Individuals are advised against drinking more than 1 litre of water per hour. Appropriate hydration prior to participating in race or any other strenuous activities can also help prevent excessive drinking of water. Athletes are also advised to sip in sports beverages containing sodium and potassium. These would help replenish the lost electrolytes. Individuals are also advised to consult doctor if they experience a strong desire to drink water or are excessively thirsty [10].

Summary

The condition is also termed as dilutional hyponatremia. Just like any other substance, water too can turn poisonous for the body if consumed beyond limits. It has been estimated that majority of death that have occurred due to water intoxication have resulted from excessive consumption of water by individuals who are either participating in contests or by athletes who after heavy exercise have consumed large amounts of water [1].

Patient Information

  • Definition: Water intoxication occurs when there is excessive consumption of water either knowingly or unknowingly. The condition can really turn fatal if treatment is not initiated on time. Various complications of water intoxication include onset of cerebral edema and death in many cases. Individuals suffering from underlying disease condition such as diabetes or psychiatric illnesses are at an increased risk of water intoxication.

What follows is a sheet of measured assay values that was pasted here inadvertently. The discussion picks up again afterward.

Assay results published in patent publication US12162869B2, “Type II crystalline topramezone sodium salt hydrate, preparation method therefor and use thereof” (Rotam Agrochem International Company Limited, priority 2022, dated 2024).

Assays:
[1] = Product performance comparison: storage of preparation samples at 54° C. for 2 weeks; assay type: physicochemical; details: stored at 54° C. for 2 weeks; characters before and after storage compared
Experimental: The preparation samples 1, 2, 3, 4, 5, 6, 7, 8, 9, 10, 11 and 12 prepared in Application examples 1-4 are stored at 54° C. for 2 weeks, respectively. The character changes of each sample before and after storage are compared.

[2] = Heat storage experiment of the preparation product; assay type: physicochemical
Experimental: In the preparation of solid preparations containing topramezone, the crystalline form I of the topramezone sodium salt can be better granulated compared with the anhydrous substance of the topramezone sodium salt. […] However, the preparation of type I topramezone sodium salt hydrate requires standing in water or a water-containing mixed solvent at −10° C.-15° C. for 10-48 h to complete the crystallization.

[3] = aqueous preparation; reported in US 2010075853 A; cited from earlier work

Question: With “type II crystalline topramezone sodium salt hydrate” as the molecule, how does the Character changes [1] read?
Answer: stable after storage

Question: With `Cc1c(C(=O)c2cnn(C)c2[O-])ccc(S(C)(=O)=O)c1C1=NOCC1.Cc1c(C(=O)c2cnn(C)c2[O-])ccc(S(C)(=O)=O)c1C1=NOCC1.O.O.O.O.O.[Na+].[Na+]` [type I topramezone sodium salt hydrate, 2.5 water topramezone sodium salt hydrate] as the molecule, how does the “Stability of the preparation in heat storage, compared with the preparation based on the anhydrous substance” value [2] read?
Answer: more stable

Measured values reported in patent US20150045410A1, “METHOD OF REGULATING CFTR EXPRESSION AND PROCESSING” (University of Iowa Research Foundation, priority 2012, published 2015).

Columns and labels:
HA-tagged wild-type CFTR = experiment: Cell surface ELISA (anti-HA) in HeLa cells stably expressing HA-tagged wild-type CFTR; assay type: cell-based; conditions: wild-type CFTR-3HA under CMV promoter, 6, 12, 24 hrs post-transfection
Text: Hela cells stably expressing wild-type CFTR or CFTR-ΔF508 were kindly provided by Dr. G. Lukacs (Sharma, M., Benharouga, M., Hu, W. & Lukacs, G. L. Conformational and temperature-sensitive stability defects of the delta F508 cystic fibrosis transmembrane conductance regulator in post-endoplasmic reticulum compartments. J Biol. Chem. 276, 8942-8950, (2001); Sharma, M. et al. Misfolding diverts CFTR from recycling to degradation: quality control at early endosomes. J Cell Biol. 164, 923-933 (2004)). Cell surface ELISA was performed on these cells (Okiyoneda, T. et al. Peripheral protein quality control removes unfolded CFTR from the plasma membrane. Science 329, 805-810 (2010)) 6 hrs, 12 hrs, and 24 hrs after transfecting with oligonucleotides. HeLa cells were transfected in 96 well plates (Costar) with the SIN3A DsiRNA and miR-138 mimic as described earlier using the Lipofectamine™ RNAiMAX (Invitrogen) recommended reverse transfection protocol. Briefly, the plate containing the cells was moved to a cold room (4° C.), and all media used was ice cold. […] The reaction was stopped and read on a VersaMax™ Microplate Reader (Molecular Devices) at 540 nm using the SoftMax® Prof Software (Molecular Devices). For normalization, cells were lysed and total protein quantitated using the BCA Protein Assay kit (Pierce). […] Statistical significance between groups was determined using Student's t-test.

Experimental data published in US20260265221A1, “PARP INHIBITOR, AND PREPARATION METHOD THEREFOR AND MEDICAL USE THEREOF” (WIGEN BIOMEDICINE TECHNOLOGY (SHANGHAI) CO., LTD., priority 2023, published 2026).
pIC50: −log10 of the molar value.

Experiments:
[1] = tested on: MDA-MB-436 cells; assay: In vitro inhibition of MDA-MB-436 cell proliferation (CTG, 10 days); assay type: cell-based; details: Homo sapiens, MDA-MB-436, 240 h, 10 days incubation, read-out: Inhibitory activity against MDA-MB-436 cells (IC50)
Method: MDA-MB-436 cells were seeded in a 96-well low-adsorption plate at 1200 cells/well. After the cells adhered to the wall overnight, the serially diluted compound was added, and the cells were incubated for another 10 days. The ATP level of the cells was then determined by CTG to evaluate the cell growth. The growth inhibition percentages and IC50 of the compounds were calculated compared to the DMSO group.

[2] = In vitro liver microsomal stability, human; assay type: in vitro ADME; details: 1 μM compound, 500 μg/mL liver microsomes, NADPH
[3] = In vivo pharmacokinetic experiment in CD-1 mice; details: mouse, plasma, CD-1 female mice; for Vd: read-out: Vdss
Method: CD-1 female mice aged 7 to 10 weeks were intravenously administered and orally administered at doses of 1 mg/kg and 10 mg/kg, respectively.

• Cause: Excessive consumption of water in a short period of time can lead to water intoxication. Underlying disease conditions can increase the urge to drink water which can lead to onset of water intoxication. In addition, other factors include medications such as diuretics, disease conditions such as hypothyroidism, dehydration, kidney and heart diseases.
  • Symptoms: Preliminary symptoms of water intoxication include headache, vomiting, slurred speech, feeling of restlessness and bloating. In severe cases, individuals may also develop seizures, muscle cramps and can even enter the comatose stage.